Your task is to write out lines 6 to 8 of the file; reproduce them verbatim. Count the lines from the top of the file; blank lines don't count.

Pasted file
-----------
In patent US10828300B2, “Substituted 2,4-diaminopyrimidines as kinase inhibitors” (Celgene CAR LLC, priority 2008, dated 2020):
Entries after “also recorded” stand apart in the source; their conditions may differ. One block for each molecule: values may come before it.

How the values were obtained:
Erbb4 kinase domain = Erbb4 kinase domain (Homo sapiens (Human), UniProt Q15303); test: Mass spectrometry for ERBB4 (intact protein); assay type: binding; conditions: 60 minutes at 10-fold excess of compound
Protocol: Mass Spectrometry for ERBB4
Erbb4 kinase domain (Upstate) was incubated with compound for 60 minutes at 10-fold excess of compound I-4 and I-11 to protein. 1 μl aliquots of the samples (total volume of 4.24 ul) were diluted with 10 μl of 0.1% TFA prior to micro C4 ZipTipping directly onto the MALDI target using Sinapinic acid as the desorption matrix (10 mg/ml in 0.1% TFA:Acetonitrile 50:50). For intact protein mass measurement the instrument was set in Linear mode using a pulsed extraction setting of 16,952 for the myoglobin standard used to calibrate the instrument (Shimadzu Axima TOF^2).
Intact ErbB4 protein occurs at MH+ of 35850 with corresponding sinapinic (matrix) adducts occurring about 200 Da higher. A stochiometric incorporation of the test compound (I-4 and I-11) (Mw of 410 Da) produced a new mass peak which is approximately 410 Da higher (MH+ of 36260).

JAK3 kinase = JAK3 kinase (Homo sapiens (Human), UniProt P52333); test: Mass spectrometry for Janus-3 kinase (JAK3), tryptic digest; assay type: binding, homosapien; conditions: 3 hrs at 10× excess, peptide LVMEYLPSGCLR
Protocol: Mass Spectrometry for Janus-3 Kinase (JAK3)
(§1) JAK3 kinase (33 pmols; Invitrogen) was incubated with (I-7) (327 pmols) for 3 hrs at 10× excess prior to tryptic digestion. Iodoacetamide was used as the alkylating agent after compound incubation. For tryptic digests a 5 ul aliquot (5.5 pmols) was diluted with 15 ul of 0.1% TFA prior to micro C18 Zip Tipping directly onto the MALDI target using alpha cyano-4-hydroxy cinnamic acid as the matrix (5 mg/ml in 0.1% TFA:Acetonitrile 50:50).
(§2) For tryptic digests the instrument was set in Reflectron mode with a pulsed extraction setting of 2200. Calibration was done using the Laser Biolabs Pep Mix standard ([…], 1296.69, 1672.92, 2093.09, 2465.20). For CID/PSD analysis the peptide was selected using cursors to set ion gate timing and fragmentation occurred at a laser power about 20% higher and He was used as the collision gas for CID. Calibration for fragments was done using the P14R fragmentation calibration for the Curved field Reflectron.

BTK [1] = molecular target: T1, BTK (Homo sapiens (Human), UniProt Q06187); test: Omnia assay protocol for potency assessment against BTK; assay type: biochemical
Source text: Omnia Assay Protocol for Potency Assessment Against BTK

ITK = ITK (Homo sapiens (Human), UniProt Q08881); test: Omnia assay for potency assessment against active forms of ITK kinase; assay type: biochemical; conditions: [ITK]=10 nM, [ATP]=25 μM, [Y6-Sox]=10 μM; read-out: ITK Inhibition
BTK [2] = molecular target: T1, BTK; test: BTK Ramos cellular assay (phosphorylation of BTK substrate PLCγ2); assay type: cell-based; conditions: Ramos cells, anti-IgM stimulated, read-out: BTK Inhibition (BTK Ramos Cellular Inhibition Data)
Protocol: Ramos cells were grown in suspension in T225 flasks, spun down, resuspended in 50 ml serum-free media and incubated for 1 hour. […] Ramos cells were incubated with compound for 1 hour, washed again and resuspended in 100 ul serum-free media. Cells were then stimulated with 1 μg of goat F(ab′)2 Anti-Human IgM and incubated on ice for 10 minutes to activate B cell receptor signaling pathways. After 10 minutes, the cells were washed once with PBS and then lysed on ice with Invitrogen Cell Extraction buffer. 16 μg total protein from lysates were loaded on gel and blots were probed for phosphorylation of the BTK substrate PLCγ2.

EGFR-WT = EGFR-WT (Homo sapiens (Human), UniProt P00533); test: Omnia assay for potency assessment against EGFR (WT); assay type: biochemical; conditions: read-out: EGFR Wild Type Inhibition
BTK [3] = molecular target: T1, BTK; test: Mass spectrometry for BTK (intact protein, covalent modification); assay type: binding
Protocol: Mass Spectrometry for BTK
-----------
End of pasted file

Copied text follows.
Erbb4 kinase domain (Upstate) was incubated with compound for 60 minutes at 10-fold excess of compound I-4 and I-11 to protein. 1 μl aliquots of the samples (total volume of 4.24 ul) were diluted with 10 μl of 0.1% TFA prior to micro C4 ZipTipping directly onto the MALDI target using Sinapinic acid as the desorption matrix (10 mg/ml in 0.1% TFA:Acetonitrile 50:50). For intact protein mass measurement the instrument was set in Linear mode using a pulsed extraction setting of 16,952 for the myoglobin standard used to calibrate the instrument (Shimadzu Axima TOF^2).
Intact ErbB4 protein occurs at MH+ of 35850 with corresponding sinapinic (matrix) adducts occurring about 200 Da higher. A stochiometric incorporation of the test compound (I-4 and I-11) (Mw of 410 Da) produced a new mass peak which is approximately 410 Da higher (MH+ of 36260).

JAK3 kinase = JAK3 kinase (Homo sapiens (Human), UniProt P52333); test: Mass spectrometry for Janus-3 kinase (JAK3), tryptic digest; assay type: binding, homosapien; conditions: 3 hrs at 10× excess, peptide LVMEYLPSGCLR